Caption: Prof. Timothy Joseph Lane indicated that research overseas has shown that through brain imaging technology like PET and fMRI, the changes in signal in vegetative patients can be seen, which can further be used to determine the degree of awareness and their response to conversation
In the past three years, the TMU Research Center of Brain and Consciousness (RCBC) has evaluated almost 150 patients in Taiwan, of which around 60 has been examined by the TMU team as part of the clinical experiment. TMU Prof. Timothy Joseph Lane, Dean of College of Humanities and Social Sciences, points out that currently it seems that 11 patients diagnosed as being in a vegetative state may have awareness, are consciously aware of their surroundings, and is able to respond to questions through blinking and other responses. The chance is quite high that these patients are able to communicate with their family through brain imaging, and express their thoughts.
Research showed that misdiagnoses of patients being in a vegetative state can be as high as 40%. Prof Lane says that past experience within and outside of Taiwan has also shown that the degree of awareness of over 20% of such patients is not much different with the average person, and is able to clearly hear and see their surroundings, as well as able to feel their body. But due to misdiagnosis, they are treated the same way as patients who have no awareness. Overseas research has trained patients to imagine specific scenery to express their likes or dislikes, and was also able to observe changes in the patient’s cerebral cortex through brain imaging technology.
The research mainly determined the patient’s response through the activity of the supplementary motor area and parahippocampal gyrus in the brain, as these two areas are related to motor action and spatial memory. Thus, the research first tried to get the patient to imagine specific scenarios for up to 30 seconds, such as playing tennis represent like, while imagining walking around at home represent dislike. So when the patient is thinking about playing tennis, the supplementary motor area will show activity, and thus represent a yes response.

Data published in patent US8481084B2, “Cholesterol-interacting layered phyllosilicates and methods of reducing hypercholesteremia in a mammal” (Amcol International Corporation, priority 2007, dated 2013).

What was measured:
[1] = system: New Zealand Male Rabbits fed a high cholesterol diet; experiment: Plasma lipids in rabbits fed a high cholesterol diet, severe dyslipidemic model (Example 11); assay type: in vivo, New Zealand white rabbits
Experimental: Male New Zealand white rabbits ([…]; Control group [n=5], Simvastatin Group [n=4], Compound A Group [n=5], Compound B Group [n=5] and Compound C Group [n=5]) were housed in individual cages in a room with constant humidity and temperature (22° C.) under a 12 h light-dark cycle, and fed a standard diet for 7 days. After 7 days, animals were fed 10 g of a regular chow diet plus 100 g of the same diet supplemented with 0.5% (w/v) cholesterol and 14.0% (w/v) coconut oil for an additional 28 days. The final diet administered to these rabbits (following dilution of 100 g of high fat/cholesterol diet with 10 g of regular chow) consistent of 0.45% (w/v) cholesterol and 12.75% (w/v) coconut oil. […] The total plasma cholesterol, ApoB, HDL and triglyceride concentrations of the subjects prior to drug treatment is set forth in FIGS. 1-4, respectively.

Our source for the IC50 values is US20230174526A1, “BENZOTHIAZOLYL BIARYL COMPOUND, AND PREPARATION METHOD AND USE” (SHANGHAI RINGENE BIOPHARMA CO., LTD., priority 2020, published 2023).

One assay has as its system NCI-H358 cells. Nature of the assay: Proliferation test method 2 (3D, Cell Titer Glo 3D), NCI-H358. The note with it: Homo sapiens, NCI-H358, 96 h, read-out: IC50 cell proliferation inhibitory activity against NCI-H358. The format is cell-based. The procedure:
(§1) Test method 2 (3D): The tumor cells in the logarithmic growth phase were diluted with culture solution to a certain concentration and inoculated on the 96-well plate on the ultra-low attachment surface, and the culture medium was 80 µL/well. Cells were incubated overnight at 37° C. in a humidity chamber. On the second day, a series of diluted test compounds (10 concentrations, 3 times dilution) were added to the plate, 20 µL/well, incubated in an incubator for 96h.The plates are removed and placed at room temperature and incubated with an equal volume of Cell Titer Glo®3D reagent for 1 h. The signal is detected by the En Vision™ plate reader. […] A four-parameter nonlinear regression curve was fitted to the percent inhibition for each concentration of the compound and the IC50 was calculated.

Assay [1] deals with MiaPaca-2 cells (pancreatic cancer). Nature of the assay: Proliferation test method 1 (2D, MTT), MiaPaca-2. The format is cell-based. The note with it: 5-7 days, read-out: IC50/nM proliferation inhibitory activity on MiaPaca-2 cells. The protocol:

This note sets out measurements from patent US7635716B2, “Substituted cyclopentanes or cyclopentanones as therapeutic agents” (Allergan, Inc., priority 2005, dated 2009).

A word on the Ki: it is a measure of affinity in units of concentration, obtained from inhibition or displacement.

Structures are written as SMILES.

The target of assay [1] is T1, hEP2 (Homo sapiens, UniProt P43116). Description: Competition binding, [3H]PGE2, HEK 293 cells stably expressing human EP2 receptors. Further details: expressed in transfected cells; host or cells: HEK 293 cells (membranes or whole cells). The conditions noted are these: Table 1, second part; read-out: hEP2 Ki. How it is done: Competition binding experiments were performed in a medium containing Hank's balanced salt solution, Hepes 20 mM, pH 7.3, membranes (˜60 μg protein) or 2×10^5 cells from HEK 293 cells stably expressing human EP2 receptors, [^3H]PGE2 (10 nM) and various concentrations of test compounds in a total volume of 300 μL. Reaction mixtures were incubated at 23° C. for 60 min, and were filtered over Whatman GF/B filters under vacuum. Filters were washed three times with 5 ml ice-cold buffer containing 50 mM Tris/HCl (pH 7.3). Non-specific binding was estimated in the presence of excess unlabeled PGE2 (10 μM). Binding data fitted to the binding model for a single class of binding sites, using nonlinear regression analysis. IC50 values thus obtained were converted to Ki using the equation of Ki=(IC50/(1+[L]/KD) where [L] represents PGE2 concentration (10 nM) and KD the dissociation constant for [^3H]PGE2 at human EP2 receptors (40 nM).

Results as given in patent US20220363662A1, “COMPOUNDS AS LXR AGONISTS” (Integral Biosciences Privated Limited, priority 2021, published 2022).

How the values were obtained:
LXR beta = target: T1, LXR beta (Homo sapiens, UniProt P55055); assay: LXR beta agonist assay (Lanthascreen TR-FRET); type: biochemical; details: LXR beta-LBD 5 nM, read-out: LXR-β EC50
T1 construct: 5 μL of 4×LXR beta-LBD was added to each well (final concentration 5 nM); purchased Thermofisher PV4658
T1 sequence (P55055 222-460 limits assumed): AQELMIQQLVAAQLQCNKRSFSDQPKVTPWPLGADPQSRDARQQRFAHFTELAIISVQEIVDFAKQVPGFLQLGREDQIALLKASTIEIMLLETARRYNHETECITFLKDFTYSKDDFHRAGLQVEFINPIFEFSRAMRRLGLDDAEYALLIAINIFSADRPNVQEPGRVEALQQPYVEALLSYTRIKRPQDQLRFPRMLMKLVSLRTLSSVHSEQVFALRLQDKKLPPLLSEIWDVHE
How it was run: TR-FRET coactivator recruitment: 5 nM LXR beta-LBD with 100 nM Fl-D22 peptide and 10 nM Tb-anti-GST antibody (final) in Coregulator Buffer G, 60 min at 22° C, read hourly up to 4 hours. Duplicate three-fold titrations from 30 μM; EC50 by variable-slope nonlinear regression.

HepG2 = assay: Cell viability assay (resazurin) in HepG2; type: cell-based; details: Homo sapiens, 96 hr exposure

Conversely, when imagining walking around at home, the parahippocampal gyrus will show activity, and thus represent the patient’s dislike, or no. The patient’s family members can understand the needs of the patient through these changes as well as understand the patient’s response to the comfort level of care. In reality, although the research team continued with the related clinical experiment, but the fact that the cost of PET and fMRI runs into the tens of thousands for each use is not sustainable for most families, thus the resuscitation project for vegetative patients faces significant obstacles, requiring more donations and funding in order to proceed.
Ms. Zheng （鄭）, who has taken care of her mother that is in a vegetative state for over two years, says that sometimes her mother will turn her head slightly or blink her eyes, so her family really hopes that they have the chance to interact with her mother. Not only Ms. Zheng, family members of other vegetative patients also want to know the feelings of these patients during the caretaking process, including whether they feel discomfort, if they like the music, or perhaps even if they want to continue with treatment. Prof. Lane says that autonomy of the patients is also a pragmatic issue. If research can validate the possibility of speaking with vegetative patients, it would be possible to communicate with them through such a method, thus returning autonomy back to the patients.
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